| ORIGINAL ARTICLE
|Year : 2020 | Volume
| Issue : 5 | Page : 1084--1091
Genetically Established Familial Amyloidotic Polyneuropathy from India: Narrating the Diagnostic “Odyssey” and a Mini Review
Madhu Nagappa1, Sanjib Sinha1, Anita Mahadevan2, Parayil Sankaran Bindu1, Krishnan Ayyappan Krishnan1, Somadattaa Ray1, Monojit Debnath3, Rose Dawn Bharath4, Kapil Rangan5, Subhransu Sekhar Jena6, Pavagada S Mathuranath1, Arun B Taly1
1 Department of Neurology, National Institute of Mental Health and Neurosciences, Bengaluru, Karnataka, India
2 Department of Neuropathology, National Institute of Mental Health and Neurosciences, Bengaluru, Karnataka, India
3 Department of Human Genetics, National Institute of Mental Health and Neurosciences, Bengaluru, Karnataka, India
4 Department of Neuroimaging and Interventional Radiology, National Institute of Mental Health and Neurosciences, Bengaluru, Karnataka, India
5 Department of Cardiology, Sri Jayadeva Institute of Cardiovascular Sciences and Research, Bengaluru, Karnataka, India
6 Department of Neurology, Institute of Medical Sciences and Sum Hospital, Bhubaneswar, Odisha, India
Context: Familial amyloidotic polyneuropathy (FAP) is often misdiagnosed as other neuropathic illnesses.
Aim: To highlight the diagnostic “odyssey” in three families of Indian origin with FAP.
Settings and Design: Cross-sectional, hospital-based study.
Subjects and Methods: Clinical, radiological, and histological features as well as causes for delayed diagnosis were analyzed in genetically confirmed patients with FAP.
Statistical Analysis: Descriptive.
Results: Age at evaluation ranged from 24 to 42 years and symptom duration from 1 to 10 years. Referral diagnoses included: (i) in patients 1 and 2—familial dysautonomia, Shy–Drager syndrome, and spino-cerebellar ataxia with seizures, (ii) in patient 3—chronic inflammatory demyelinating polyradiculoneuropathy, and (iii) in patient 4—porphyria. In addition, patients 1 and 2 developed leptomeningeal involvement that was mistaken for tubercular meningitis. Reasons for missed diagnosis included: clinician's lack of awareness, not paying sufficient attention to family history, presence of laboratory distractors such as elevated urinary porphyrins, lack of meticulous search for amyloid in the biopsy, and not performing specific stain for amyloid viz. Congo red. Evidence of amyloid in histological studies of nerve and skin supported by genetic variations in transthyretin gene clinched the diagnosis. The variants identified in our cohort included p.Gly73Glu, p.Val71Ala, and p.Val50Met.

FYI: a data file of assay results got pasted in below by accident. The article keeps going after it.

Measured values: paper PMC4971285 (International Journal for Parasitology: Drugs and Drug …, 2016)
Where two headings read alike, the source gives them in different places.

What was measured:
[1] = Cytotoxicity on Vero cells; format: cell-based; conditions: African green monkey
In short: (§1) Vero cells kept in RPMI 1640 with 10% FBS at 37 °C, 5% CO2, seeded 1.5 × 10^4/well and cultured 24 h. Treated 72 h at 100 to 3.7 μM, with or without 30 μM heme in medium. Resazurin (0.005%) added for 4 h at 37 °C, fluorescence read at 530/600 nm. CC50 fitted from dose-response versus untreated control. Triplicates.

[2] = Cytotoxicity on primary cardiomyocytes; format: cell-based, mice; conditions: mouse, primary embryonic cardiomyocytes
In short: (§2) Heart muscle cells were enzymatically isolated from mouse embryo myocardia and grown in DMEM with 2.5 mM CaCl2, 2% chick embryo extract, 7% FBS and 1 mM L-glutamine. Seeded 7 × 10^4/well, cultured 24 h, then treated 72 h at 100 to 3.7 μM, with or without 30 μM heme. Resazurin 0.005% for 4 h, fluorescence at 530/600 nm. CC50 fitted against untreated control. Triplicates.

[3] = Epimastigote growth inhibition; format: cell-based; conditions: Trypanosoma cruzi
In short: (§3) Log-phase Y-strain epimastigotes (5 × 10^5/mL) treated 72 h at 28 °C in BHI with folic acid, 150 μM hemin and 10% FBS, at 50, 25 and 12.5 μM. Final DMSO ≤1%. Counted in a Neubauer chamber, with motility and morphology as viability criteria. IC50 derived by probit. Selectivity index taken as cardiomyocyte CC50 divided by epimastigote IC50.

Conclusion: Lack of awareness and meticulous work-up by clinicians and pathologists contributed to delayed diagnosis of FAP. It is important to establish an accurate diagnosis as these patients may be candidates for upcoming therapies.
Dr. Madhu Nagappa
Department of Neurology, National Institute of Mental Health and Neurosciences, Bangalore, Karnataka
Source of Support: None, Conflict of Interest: None
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